The kerma air product (KAP), reference point air kerma (Ka,r) and fluoroscopy time (FT) were automatically generated by the fluoroscopy unit at the conclusion of each procedure. Radiographers recorded this data in logbooks, from which the researchers acquired it. The department at the time of the study used two fluoroscopy units, the Philips Allura Xper FD20/20 (biplane) and the Philips Allura Xper FD20 (monoplane), which were both installed in 2010.


The dose area product (DAP) – indirect dose parameters – was provided by built-in software for the biplane system. The KAP is the integral of air kerma (the energy extracted from an X-ray beam per unit mass of air in a small irradiated air volume; for diagnostic X-rays, the dose delivered to that volume of air) across the entire X-ray beam emitted from the X-ray tube.15 Air kerma at the patient reference point (Ka,r), also known as cumulative dose or reference dose, is the air kerma accumulated at a specific point in space (the patient entrance reference point) relative to the fluoroscopic gantry.15 Fluoroscopy time refers to all the time spent using fluoroscopy. This correlates poorly with other dose indicators.16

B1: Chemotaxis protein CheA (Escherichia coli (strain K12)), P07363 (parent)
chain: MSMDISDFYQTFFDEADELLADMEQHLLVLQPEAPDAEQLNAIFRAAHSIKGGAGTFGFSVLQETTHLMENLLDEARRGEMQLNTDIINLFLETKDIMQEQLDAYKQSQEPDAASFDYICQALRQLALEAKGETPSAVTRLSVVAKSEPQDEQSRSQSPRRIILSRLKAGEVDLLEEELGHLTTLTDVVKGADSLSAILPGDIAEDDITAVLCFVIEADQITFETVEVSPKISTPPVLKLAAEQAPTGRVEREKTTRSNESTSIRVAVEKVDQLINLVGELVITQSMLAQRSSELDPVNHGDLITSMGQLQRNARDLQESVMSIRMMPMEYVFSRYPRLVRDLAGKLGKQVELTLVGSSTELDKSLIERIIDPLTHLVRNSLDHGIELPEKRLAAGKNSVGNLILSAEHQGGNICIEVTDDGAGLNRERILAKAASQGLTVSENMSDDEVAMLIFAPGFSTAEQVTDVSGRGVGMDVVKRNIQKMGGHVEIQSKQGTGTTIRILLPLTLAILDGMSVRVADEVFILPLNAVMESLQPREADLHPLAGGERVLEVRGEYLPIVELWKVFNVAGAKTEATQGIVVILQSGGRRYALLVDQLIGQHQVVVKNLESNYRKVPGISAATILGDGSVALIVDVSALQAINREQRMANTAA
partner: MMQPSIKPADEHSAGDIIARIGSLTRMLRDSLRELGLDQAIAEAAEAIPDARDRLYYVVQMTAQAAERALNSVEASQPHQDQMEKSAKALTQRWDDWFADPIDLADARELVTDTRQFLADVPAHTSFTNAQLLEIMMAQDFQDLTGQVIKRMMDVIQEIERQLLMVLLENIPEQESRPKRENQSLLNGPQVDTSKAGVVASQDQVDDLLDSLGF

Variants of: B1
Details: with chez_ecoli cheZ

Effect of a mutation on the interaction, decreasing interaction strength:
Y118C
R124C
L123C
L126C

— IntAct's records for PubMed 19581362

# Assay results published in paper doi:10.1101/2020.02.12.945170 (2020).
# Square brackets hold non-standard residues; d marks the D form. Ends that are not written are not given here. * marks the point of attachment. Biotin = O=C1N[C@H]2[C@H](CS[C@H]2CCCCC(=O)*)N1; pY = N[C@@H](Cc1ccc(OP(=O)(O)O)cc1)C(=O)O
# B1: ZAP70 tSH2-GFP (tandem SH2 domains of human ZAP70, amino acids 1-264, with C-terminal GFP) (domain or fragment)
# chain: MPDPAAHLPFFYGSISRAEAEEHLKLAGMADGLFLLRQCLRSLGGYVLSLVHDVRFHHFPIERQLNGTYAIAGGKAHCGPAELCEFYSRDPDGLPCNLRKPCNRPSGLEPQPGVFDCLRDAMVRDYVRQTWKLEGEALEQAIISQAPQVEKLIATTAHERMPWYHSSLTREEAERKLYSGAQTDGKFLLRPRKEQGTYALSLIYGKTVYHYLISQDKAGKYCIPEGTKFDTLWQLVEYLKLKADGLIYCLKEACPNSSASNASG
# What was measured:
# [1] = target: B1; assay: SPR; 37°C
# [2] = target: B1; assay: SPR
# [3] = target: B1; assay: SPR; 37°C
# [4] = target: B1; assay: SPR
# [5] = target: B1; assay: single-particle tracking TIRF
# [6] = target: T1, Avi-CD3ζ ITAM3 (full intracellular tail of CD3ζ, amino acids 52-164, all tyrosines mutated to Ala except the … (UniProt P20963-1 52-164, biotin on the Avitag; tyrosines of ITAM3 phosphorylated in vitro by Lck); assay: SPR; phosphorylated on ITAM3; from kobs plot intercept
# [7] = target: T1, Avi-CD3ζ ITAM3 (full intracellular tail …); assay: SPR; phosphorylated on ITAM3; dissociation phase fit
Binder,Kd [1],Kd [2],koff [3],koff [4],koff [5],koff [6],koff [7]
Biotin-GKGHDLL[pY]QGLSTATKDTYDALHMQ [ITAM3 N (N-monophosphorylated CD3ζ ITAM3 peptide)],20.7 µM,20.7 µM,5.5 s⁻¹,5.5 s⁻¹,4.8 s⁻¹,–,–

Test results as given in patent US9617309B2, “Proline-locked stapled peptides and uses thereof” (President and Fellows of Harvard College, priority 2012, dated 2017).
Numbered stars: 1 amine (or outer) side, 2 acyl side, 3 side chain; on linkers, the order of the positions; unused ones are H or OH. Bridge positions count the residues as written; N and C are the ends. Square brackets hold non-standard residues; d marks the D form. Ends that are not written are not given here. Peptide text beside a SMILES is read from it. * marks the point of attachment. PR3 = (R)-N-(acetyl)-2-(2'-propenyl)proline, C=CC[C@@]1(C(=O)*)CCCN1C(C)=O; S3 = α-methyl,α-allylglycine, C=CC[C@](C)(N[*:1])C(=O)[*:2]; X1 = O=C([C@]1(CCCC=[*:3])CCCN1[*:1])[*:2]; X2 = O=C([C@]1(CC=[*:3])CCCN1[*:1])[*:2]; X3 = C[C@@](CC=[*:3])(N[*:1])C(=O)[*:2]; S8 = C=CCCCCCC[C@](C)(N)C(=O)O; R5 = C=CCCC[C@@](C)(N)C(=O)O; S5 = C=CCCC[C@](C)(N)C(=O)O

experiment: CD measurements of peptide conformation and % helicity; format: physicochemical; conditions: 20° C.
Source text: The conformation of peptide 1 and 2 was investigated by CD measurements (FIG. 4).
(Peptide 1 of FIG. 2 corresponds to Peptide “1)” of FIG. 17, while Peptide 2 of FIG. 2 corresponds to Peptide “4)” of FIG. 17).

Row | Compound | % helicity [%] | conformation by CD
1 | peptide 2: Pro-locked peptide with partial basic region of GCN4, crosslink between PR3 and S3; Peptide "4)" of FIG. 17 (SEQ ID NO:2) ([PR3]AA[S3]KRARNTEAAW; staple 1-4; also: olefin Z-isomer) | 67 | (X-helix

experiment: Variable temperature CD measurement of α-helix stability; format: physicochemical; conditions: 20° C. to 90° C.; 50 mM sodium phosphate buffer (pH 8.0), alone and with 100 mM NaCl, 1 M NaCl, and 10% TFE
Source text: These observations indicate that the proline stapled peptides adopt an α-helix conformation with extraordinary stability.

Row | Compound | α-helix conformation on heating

Data analysis

The distribution of IR procedures in this sample was tabled using the frequency function on Microsoft Excel. The most frequent procedures were identified (15 or more cases) and included in the analysis. Conversely, procedures with fewer than 15 cases were excluded from the analysis. The KAP, Ka,r and FT for the included procedures were captured. The mean, median (50th percentile) and 75th percentile of the distribution of each radiation exposure parameter were determined for each procedure. The 75th percentile of data distribution for the DAP and Ka,r of each IR procedure was taken as the LDRL. The LDRLs were compared with published local and international DRLs.

Ethical considerations

Ethical approval to conduct this study was obtained from the University of the Witwatersrand Human Research Ethics Committee (ref. no. M220320).


Frequency of interventional radiology procedures

The total number of IR cases performed during the study period was 564. The 13 most frequent procedures (each with 15 or more cases) represented 86.1% (n = 487) of all cases, as reflected in Figure 1. Procedures that had 14 or fewer procedures included transthoracic needle lung biopsy (n = 6), transjugular liver biopsy (n = 5) and transjugular intrahepatic portosystemic shunt (TIPS) (n = 1). The most frequently performed procedure was percutaneous transhepatic biliary drainage (PTBD) (n = 146). The biplane angiography unit was nonfunctional for four months (April 2019 – July 2019). During this period, no neuro-interventional cases were conducted, affecting the total number of cases.